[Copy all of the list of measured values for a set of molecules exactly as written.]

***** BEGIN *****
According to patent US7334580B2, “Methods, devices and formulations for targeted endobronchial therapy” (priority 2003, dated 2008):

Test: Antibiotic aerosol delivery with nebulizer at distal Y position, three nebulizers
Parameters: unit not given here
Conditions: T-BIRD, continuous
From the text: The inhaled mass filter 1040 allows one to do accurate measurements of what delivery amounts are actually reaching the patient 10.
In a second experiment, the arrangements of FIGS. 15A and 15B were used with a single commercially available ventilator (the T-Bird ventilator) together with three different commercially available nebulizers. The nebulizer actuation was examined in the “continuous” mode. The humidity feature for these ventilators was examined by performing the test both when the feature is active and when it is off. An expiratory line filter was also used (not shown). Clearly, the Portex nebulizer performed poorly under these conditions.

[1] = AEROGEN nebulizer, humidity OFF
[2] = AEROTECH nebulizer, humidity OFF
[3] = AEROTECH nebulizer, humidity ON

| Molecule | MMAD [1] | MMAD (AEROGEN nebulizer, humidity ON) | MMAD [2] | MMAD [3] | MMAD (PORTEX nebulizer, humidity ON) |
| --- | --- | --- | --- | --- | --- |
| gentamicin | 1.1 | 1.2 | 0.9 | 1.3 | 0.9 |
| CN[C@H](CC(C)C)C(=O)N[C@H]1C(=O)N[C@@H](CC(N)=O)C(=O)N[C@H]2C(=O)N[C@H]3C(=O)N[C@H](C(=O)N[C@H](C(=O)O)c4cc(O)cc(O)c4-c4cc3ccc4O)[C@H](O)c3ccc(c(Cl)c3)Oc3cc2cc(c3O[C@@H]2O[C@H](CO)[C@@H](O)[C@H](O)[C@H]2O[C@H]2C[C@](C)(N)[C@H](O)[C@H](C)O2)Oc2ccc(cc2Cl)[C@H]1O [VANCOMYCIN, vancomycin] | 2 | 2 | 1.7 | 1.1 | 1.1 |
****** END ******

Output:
According to patent US7334580B2, “Methods, devices and formulations for targeted endobronchial therapy” (priority 2003, dated 2008):

Test: Antibiotic aerosol delivery with nebulizer at distal Y position, three nebulizers
Parameters: unit not given here
Conditions: T-BIRD, continuous
From the text: The inhaled mass filter 1040 allows one to do accurate measurements of what delivery amounts are actually reaching the patient 10.
In a second experiment, the arrangements of FIGS. 15A and 15B were used with a single commercially available ventilator (the T-Bird ventilator) together with three different commercially available nebulizers. The nebulizer actuation was examined in the “continuous” mode. The humidity feature for these ventilators was examined by performing the test both when the feature is active and when it is off. An expiratory line filter was also used (not shown). Clearly, the Portex nebulizer performed poorly under these conditions.

[1] = AEROGEN nebulizer, humidity OFF
[2] = AEROTECH nebulizer, humidity OFF
[3] = AEROTECH nebulizer, humidity ON

| Molecule | MMAD [1] | MMAD (AEROGEN nebulizer, humidity ON) | MMAD [2] | MMAD [3] | MMAD (PORTEX nebulizer, humidity ON) |
| --- | --- | --- | --- | --- | --- |
| gentamicin | 1.1 | 1.2 | 0.9 | 1.3 | 0.9 |
| CN[C@H](CC(C)C)C(=O)N[C@H]1C(=O)N[C@@H](CC(N)=O)C(=O)N[C@H]2C(=O)N[C@H]3C(=O)N[C@H](C(=O)N[C@H](C(=O)O)c4cc(O)cc(O)c4-c4cc3ccc4O)[C@H](O)c3ccc(c(Cl)c3)Oc3cc2cc(c3O[C@@H]2O[C@H](CO)[C@@H](O)[C@H](O)[C@H]2O[C@H]2C[C@](C)(N)[C@H](O)[C@H](C)O2)Oc2ccc(cc2Cl)[C@H]1O [VANCOMYCIN, vancomycin] | 2 | 2 | 1.7 | 1.1 | 1.1 |